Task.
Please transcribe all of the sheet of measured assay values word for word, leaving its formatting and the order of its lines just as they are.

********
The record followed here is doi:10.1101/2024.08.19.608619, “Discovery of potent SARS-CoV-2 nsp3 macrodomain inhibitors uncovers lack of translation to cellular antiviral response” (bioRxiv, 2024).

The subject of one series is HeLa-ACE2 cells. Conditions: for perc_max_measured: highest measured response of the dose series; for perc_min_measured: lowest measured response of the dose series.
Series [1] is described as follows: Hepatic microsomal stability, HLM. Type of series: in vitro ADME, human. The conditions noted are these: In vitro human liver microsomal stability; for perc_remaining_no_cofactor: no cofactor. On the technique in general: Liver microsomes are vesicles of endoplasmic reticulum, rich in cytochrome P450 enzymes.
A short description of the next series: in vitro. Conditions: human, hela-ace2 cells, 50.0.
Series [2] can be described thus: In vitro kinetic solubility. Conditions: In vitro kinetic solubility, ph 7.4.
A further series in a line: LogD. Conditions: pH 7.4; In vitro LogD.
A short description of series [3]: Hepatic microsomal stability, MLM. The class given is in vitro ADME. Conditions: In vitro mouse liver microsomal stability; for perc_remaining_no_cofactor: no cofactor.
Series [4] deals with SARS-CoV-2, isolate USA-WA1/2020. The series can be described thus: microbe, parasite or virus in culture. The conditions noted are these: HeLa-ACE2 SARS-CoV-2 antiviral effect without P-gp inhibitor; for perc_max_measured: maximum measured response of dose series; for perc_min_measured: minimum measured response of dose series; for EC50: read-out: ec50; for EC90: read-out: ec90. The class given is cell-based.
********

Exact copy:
The record followed here is doi:10.1101/2024.08.19.608619, “Discovery of potent SARS-CoV-2 nsp3 macrodomain inhibitors uncovers lack of translation to cellular antiviral response” (bioRxiv, 2024).

The subject of one series is HeLa-ACE2 cells. Conditions: for perc_max_measured: highest measured response of the dose series; for perc_min_measured: lowest measured response of the dose series.
Series [1] is described as follows: Hepatic microsomal stability, HLM. Type of series: in vitro ADME, human. The conditions noted are these: In vitro human liver microsomal stability; for perc_remaining_no_cofactor: no cofactor. On the technique in general: Liver microsomes are vesicles of endoplasmic reticulum, rich in cytochrome P450 enzymes.
A short description of the next series: in vitro. Conditions: human, hela-ace2 cells, 50.0.
Series [2] can be described thus: In vitro kinetic solubility. Conditions: In vitro kinetic solubility, ph 7.4.
A further series in a line: LogD. Conditions: pH 7.4; In vitro LogD.
A short description of series [3]: Hepatic microsomal stability, MLM. The class given is in vitro ADME. Conditions: In vitro mouse liver microsomal stability; for perc_remaining_no_cofactor: no cofactor.
Series [4] deals with SARS-CoV-2, isolate USA-WA1/2020. The series can be described thus: microbe, parasite or virus in culture. The conditions noted are these: HeLa-ACE2 SARS-CoV-2 antiviral effect without P-gp inhibitor; for perc_max_measured: maximum measured response of dose series; for perc_min_measured: minimum measured response of dose series; for EC50: read-out: ec50; for EC90: read-out: ec90. The class given is cell-based.